TIM & KELSEY: @DIRTSUNRISE

By Paul Strubell of Dirt Orcas – 2/18/19

For the one hundred and third installment in our ongoing interview series here at Dirt Orcas, we are very pleased to share the story of Tim and Kelsey. You may know them as @dirtsunrise.

If you aren’t follow their fantastic journey on either Instagram or their great Youtube Channel, I highly recommend getting your ducks in a row and doing so promptly. You can also follow along on Facebook here.

One of the fascinating things that I have learned from doing these interviews is that everybody has a different “style” of overlanding. Typically you’ll see the same few vehicle choices and accompanying upgrades and gear additions, but unique to each interview is the personality that the person or people bring to their trip. The influences of the personality or “brain type” on the journey make each trip it’s own.

Tim and Kelsey tell you a great deal about their style in their Instagram description. “Quit our jobs, sold off our life and we’re in our truck. No plans, no route.”

We have seen this story before (Gene and Neda come to mind), but this type of fluidity is in the minority. Most people pick a route and a time schedule well in advance and do their best to stick to it. The periodic completion of stages or goals adds something to the experience. Not with this crew. They go where the wind blows them and live in the joy of the moment. Being comfortable with that feeling is fantastic and life affirming.

Check out the interview below and enjoy their photos.

What do you consider to be your place of work?

Our work is inspiration and we try to capture anything that inspires us. So it is a good thing we love what we do because essentially we are always on the clock, capturing photos and video. When we’re home we train others, civilians and military units, to drive off-road, winch and repair their vehicles, and we have been doing that in between “real” jobs  since 2007.

Tell me about your vehicle. What do you call it?

His name is Goose, and he is a 1995 Toyota Land Cruiser FZJ80.

What other vehicles did you consider and what made you ultimately pull the trigger on the one you bought?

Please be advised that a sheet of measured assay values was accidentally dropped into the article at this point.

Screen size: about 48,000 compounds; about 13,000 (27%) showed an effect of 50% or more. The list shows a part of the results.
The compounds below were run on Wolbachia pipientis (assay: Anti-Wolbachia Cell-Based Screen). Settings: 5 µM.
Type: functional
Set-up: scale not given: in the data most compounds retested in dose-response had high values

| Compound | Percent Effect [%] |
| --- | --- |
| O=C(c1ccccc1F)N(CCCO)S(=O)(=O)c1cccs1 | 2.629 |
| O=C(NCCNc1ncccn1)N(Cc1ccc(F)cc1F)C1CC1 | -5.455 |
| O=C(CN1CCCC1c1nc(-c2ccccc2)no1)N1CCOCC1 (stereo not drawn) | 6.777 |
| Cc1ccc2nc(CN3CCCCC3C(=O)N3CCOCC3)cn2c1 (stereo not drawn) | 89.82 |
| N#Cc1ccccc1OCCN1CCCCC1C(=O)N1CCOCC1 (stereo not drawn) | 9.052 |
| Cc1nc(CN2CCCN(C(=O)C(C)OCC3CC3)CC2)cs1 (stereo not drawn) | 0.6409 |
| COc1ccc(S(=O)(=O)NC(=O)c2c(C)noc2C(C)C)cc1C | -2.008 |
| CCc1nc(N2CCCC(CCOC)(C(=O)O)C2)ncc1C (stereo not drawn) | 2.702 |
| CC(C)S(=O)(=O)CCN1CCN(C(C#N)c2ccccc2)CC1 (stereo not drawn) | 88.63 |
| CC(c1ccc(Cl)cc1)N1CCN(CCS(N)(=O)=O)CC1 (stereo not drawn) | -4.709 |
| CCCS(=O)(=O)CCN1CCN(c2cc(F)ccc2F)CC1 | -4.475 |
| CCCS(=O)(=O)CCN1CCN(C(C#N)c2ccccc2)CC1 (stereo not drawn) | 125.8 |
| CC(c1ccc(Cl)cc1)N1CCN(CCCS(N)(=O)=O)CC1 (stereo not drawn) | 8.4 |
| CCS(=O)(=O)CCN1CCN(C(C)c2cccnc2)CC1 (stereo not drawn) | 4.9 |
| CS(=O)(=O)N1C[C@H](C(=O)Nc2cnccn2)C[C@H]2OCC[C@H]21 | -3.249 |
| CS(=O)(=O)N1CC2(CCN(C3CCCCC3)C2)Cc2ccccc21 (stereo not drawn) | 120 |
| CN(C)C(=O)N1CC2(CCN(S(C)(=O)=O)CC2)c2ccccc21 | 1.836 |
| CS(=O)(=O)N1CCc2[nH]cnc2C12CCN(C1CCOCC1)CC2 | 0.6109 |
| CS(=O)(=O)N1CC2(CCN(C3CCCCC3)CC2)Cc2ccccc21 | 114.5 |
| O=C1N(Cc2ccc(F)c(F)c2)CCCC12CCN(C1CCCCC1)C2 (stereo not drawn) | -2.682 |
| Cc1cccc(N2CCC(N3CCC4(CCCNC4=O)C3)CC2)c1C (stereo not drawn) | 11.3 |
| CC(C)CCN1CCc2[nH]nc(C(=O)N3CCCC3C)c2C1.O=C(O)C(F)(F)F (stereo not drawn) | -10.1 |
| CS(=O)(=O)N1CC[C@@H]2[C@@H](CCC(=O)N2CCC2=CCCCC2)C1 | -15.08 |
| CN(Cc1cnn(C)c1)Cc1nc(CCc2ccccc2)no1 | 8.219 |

We considered SO many vehicles, each and every one had their pros and cons. In the end we went with what we already had, what we knew and trusted, because in the end we knew we would never find a vehicle that would be completely perfect.

Have you made any upgrades or changes to it?

Tim used to work for a suspension company valving shocks so for him that’s always the first upgrade on any truck. We used their Icon Vehicle Dynamics 2.5″ compression adjustable reservoir shocks. Over the last 8 years we’ve modified all sorts of little items on Goose. The biggest changes were just before this big trip. We cut the roof off and epoxied on a poptop, we redid the tent/mosquito netting, headliner, stripped the interior and added heat/sound deadening via spraying Lizard Skin. We also built an auxiliary fuel tank that holds an additional 18+ gallons. We did everything we could to turn our truck from a 5 to 10 day “overlanding” truck to a permanent home for the big trip.  Other mods we had previously done include ARB lockers, Yukan 4.56 gears, OME heavy springs, Warn 9.5XPS winch, Amsteel blue line, Factor 55 fairlead/thimble, Slee Shortbus front bumper and we welded up a 4×4 Labs rear bumper with tire and fuel can holder. There is a Hannibal free standing awning on the driver side of the truck, an ARB fridge Freezer, Ham Radio with APRS, Accugauge, Tuffy Center Console, A snorkel with a Donaldson Top Spin precleaner, BFG KM3 315/75R16 tires, Wits End lower rear links and some other little mods to the bump stops, sway bars, bushings etc.